What type of storytelling is best for preschoolers?

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  Published on Wednesday, 15 August 2018

What type of storytelling is best for preschoolers?

Library Home  >  Parenting & Family LifeArts, Crafts & Activity Ideas
  Published on Wednesday, 15 August 2018
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There's no doubt that a new chapter has opened up in the world of story time. Where picture books made of paper were once the only option, parents can now share animated stories and audio books with their young children as well.

Are all books created equal? Or do children respond differently, depending on the method of storytelling?

new study has looked into the way in which young brains process different kinds of stories – those presented in an illustrated, audio and animated format – and it certainly makes for interesting reading.

How do children's brains react to stories?

For the study, Dr John Hutton, researcher and paediatrician at Cincinnati Children’s Hospital looked the four ways that youngsters’ brain networks are engaged by a story. That is, through:

  1. Language
  2. Visual perception
  3. Visual imagery
  4. The 'default mode network', which Dr Hutton describes as, 'The seat of the soul, internal reflection – how something matters to you.'

For the study, researchers wanted to see how preschoolers responded to different kinds of stories, so they put 27 children, around the age of four, into an FMRI machine measuring brain activity and connectivity between brain networks.

The preschoolers were then presented with three types of stories – one in audio-only form, an animated cartoon and the illustrated pages of a storybook. As it happened, the children's brains reacted differently to each story type, leading researchers to identify the aptly-named 'Goldilocks effect.'

What is the 'Goldilocks effect'?

We all know that porridge can be too hot, too cold or just right, and according to this study, the same can be said for stories.

When it came to the children’s brain activity and network connections, researchers found that:

  • Audio-only stories were 'too cold'. In other words, language networks were activated when the preschoolers listened to a story, but they were 'straining to understand’ and there was less overall connectivity.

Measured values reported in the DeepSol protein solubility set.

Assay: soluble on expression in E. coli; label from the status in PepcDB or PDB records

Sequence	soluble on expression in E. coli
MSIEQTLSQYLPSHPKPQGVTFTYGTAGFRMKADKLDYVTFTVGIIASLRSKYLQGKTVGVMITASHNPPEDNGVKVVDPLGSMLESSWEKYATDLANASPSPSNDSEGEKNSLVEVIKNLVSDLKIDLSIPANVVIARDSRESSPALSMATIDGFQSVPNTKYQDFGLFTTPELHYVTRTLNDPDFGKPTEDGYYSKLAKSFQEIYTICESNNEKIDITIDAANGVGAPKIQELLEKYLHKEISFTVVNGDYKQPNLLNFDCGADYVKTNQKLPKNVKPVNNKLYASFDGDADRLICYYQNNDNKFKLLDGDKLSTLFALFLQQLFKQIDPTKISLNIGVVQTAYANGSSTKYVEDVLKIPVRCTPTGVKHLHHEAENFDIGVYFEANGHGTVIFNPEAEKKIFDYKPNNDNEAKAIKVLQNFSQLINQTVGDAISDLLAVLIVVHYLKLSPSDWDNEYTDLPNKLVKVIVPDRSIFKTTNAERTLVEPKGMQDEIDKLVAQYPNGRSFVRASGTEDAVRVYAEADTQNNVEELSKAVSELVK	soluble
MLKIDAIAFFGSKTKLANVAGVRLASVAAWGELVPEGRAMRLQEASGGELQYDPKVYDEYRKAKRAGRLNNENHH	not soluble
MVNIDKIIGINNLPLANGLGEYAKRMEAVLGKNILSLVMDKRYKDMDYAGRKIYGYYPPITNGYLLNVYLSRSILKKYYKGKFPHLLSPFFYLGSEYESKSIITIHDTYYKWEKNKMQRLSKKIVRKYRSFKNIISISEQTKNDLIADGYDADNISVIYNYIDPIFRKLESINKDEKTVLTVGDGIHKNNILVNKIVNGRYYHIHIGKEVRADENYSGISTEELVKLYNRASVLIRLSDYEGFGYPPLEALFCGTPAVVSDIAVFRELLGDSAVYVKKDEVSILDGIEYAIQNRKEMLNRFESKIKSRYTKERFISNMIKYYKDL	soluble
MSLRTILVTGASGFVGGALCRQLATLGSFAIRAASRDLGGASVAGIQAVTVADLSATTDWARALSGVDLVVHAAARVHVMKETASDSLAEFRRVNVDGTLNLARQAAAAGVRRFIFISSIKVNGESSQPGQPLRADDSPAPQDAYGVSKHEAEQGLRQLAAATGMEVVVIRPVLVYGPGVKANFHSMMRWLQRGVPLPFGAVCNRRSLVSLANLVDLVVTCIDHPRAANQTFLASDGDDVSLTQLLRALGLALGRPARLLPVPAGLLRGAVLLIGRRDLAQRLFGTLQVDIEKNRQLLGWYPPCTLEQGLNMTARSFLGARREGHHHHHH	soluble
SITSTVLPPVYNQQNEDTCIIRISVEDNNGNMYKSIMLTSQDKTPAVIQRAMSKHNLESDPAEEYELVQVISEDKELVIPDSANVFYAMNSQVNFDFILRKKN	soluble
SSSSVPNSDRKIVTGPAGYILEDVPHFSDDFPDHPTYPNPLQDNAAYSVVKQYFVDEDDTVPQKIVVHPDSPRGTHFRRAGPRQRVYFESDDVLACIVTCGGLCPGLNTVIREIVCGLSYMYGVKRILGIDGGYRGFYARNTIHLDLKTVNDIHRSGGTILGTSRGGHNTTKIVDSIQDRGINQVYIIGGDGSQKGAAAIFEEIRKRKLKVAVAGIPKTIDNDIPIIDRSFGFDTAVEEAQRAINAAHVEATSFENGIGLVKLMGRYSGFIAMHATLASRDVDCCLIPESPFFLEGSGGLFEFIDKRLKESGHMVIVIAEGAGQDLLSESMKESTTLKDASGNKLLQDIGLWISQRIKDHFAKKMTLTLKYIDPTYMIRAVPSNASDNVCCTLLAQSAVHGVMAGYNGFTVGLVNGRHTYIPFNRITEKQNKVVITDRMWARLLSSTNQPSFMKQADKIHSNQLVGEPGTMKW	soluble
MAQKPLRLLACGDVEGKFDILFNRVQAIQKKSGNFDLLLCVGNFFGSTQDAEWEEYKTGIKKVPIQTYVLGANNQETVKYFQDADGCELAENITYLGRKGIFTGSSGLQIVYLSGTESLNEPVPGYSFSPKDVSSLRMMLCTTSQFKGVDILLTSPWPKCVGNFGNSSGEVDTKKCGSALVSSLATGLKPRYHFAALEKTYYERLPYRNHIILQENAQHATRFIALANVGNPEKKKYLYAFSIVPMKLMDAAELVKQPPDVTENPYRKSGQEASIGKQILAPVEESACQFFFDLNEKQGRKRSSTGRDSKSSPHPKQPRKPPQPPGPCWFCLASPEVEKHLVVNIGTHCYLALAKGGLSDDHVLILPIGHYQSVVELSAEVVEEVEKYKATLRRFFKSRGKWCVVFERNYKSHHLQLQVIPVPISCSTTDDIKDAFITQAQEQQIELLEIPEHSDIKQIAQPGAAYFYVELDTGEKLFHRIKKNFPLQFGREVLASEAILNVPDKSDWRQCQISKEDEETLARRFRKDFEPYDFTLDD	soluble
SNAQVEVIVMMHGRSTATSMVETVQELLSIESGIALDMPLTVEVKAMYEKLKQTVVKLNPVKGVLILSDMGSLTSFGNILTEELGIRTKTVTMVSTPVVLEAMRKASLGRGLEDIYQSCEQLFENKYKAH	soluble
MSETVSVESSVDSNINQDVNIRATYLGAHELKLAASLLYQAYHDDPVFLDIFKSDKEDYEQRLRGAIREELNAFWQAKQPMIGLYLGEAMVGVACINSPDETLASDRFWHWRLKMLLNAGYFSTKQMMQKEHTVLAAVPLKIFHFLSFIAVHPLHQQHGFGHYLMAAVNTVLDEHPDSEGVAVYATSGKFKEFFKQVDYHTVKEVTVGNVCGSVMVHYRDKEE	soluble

• Animated stories were 'too hot'. This meant that 'fast-moving media' activated children's visual perception networks but reduced the need for them to imagine and make brain connections. Out of the three storytelling formats, children understood the animated story least.
  • Illustrated stories were 'just right'. When preschoolers looked at the pages of a picture book, there was increased connectivity between all four brain networks. Instead of relying only on the words, children looked at the illustrations to make sense of the story and learnt how to 'bring images to life in their minds'.

What does this study mean for modern day storytelling?

This study indicates that good old-fashioned books are best. Researchers concluded that illustrated books provide, 'Visual scaffolding that assists the language network and encourages active imagery and self-reflection in young children'.

Dr Hutton explains that, 'For three- to five-year-olds, the imagery and default mode networks mature late, and take practice to integrate with the rest of the brain, [and] with animation you may be missing an opportunity to develop them.'

As well as developing neural networks, cuddling up with a picture book is also a great way for parents and preschoolers to bond physically and emotionally. It provides opportunities for grown-ups to actively point out words and ask youngsters questions, also known as 'dialogic reading'.

Instead of turning on an audio player or animated story, turn the pages of a picture book and if you'd like to share some electronic stories, then look for narrated, illustrated ebooks for a storytime that ends happily ever after in your child’s brain.
 


Reference

KQED News

This child care article was last reviewed or updated on Thursday, 09 July 2020

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